AUGUSTA, Ga. – Bubba Watson won the Masters 2 years ago with his brand of “Bubba golf,” producing shots of raw skill and wild imagination. His strategy now is to keep it simple ... and he is halfway to another green jacket.
Watson took over Augusta National on Friday with 75 minutes of brilliance and power. On another demanding day of crispy greens and swirling wind, he ran off five straight birdies on the back nine and wound up with a 4-under 68 for a three-shot lead over John Senden.
There’s nothing fancy about his golf, except for his outrageous length. He has made only two bogeys in 36 holes. He has missed only eight greens.
“It’s not science here,” Watson said. “It’s try to hit the greens. And if you’re hitting the greens, that means you’re obviously hitting your tee shots well. So that’s all I’m trying to do is just hit the greens ... maybe throw in a birdie here or there. That’s what I’ve done the last 2 days, and it’s worked out so far.”
Watson made bogey on the 18th hole with a shot that bounced left of the green and into the gallery. He finished at 7-under 137, giving him the largest 36-hole lead at the Masters since Chad Campbell in 2006.
Senden qualified for the Masters a month ago with his win at Innisbrook. After a rugged start, he played the final 14 holes with six birdies and no bogeys for a 68 that puts him in the last group at a major on the weekend.
Adam Scott also made a late recovery with three birdies on the back nine to salvage a 72, along with his hopes to join Tiger Woods, Nick Faldo and Jack Nicklaus as the only players to win back-to-back at Augusta. Scott was four shots back at 141, along with Thomas Bjorn (68), Jonas Blixt (71) and Jordan Spieth, the 20-year-old from Texas who looked solid on the mystifying greens and shot a 70.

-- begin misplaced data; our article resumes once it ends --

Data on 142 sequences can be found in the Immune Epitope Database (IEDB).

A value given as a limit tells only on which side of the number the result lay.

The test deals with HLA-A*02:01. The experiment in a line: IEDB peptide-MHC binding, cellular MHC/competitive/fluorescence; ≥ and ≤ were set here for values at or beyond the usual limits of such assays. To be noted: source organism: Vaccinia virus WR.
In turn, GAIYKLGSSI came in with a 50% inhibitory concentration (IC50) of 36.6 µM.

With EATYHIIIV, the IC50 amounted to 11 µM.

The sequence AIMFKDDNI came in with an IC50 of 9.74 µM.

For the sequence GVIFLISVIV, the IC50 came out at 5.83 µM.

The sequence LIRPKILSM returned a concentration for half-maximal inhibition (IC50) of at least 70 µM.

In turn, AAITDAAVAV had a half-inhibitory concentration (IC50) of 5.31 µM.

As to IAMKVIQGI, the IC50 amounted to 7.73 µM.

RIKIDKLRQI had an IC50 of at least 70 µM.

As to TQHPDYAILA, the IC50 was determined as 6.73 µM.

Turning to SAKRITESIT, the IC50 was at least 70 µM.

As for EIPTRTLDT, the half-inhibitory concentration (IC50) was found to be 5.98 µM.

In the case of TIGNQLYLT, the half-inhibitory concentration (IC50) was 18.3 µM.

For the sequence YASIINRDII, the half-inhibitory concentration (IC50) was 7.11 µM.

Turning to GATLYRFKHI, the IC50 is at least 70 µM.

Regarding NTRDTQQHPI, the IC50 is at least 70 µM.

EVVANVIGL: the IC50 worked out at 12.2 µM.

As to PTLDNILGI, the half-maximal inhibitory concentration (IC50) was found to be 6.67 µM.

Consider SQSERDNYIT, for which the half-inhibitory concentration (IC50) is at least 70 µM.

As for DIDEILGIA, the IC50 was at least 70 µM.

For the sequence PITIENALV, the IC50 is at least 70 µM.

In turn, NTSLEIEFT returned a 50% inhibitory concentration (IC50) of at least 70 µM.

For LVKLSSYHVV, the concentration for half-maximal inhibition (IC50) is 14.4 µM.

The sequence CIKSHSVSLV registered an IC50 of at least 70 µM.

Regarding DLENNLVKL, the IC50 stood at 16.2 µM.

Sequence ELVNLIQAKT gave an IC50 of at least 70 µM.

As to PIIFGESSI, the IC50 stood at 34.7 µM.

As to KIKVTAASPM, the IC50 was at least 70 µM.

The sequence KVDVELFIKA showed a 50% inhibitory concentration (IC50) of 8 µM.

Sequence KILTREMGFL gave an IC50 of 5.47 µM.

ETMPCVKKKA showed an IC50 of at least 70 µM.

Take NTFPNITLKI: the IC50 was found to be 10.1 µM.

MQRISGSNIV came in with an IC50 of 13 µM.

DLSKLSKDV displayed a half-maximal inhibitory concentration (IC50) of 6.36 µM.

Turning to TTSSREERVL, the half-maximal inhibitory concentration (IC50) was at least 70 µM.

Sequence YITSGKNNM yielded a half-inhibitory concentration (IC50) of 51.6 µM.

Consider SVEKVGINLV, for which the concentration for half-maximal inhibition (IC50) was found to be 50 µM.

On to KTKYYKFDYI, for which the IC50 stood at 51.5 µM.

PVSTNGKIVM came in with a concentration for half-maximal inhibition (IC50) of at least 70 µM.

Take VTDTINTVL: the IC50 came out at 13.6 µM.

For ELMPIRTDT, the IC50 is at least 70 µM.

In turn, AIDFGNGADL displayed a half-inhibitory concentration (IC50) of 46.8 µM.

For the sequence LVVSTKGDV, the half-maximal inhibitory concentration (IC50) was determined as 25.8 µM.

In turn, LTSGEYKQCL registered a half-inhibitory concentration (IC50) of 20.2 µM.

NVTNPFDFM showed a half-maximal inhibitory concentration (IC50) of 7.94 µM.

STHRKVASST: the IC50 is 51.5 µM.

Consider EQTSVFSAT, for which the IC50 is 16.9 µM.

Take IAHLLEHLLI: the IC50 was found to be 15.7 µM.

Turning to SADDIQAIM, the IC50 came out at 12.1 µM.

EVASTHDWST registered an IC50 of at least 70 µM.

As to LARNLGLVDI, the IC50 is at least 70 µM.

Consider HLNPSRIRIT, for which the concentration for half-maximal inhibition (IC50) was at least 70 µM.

“Bubba is tearing it up,” Spieth said. “So we’ve got to go get him.”
The chase includes the ageless Fred Couples, who won the Masters a year before Spieth was born. Couples, cool as ever at 54, had another 71 and was five back.
“I can’t panic,” said Couples, looking to become the oldest major champion in golf history. “You’re not going to pick up two or three shots here because you want to. It’s not that kind of course. You’ve got to hang in there, expect a tough shot here and there. It’s going to be a tough [weekend].”
Woods, who missed the Masters for the first time in 20 years because of back surgery, won’t be the only guy watching on television. Phil Mickelson made another triple bogey – three shots from the bunkers on the par-3 12th hole – for a 73 and missed the cut for the first time since 1997. So did Sergio Garcia, Ernie Els, Luke Donald, Webb Simpson, Dustin Johnson, Zach Johnson and Jason Dufner.
Rory McIlroy nearly joined them. He hit one tee shot over the fourth green, past the head of Scott on the fifth tee, and into the bushes for a double bogey. Another shot hit a sprinkler head and landed in the azaleas behind the 13th green. He had to make a 6-foot par putt to make the cut at 4-over 148.
U.S. Open champion Justin Rose was nine shots behind, but not ready to give up because the leader often comes back to the field – although he admitted that former champs are less likely to collapse.
“But there’s no give on this golf course,” Rose said. “The hole can start looking awfully small, and those lakes can start to look awfully big.”
“It’s starting to get pretty easy to drop shots out there,” Scott added. “[Saturday] is a big day for everyone.”